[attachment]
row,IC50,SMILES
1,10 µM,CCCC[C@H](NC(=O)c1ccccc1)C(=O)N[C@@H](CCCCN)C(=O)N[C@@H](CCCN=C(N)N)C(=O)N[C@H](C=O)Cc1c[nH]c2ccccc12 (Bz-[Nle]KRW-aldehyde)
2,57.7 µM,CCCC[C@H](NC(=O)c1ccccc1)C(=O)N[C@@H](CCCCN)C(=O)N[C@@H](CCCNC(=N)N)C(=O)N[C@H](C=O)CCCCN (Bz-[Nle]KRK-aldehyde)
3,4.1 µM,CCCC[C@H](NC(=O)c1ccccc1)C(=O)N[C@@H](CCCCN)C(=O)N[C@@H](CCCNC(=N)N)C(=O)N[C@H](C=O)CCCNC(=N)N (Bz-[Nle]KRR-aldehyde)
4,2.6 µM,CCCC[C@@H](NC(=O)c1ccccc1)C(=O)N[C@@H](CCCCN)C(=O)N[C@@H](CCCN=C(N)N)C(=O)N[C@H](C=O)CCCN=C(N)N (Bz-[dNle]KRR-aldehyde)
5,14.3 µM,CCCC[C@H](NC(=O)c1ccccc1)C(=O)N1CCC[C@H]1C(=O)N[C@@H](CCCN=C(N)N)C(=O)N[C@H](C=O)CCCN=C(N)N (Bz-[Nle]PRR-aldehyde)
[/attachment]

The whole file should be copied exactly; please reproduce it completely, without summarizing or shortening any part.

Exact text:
row,IC50,SMILES
1,10 µM,CCCC[C@H](NC(=O)c1ccccc1)C(=O)N[C@@H](CCCCN)C(=O)N[C@@H](CCCN=C(N)N)C(=O)N[C@H](C=O)Cc1c[nH]c2ccccc12 (Bz-[Nle]KRW-aldehyde)
2,57.7 µM,CCCC[C@H](NC(=O)c1ccccc1)C(=O)N[C@@H](CCCCN)C(=O)N[C@@H](CCCNC(=N)N)C(=O)N[C@H](C=O)CCCCN (Bz-[Nle]KRK-aldehyde)
3,4.1 µM,CCCC[C@H](NC(=O)c1ccccc1)C(=O)N[C@@H](CCCCN)C(=O)N[C@@H](CCCNC(=N)N)C(=O)N[C@H](C=O)CCCNC(=N)N (Bz-[Nle]KRR-aldehyde)
4,2.6 µM,CCCC[C@@H](NC(=O)c1ccccc1)C(=O)N[C@@H](CCCCN)C(=O)N[C@@H](CCCN=C(N)N)C(=O)N[C@H](C=O)CCCN=C(N)N (Bz-[dNle]KRR-aldehyde)
5,14.3 µM,CCCC[C@H](NC(=O)c1ccccc1)C(=O)N1CCC[C@H]1C(=O)N[C@@H](CCCN=C(N)N)C(=O)N[C@H](C=O)CCCN=C(N)N (Bz-[Nle]PRR-aldehyde)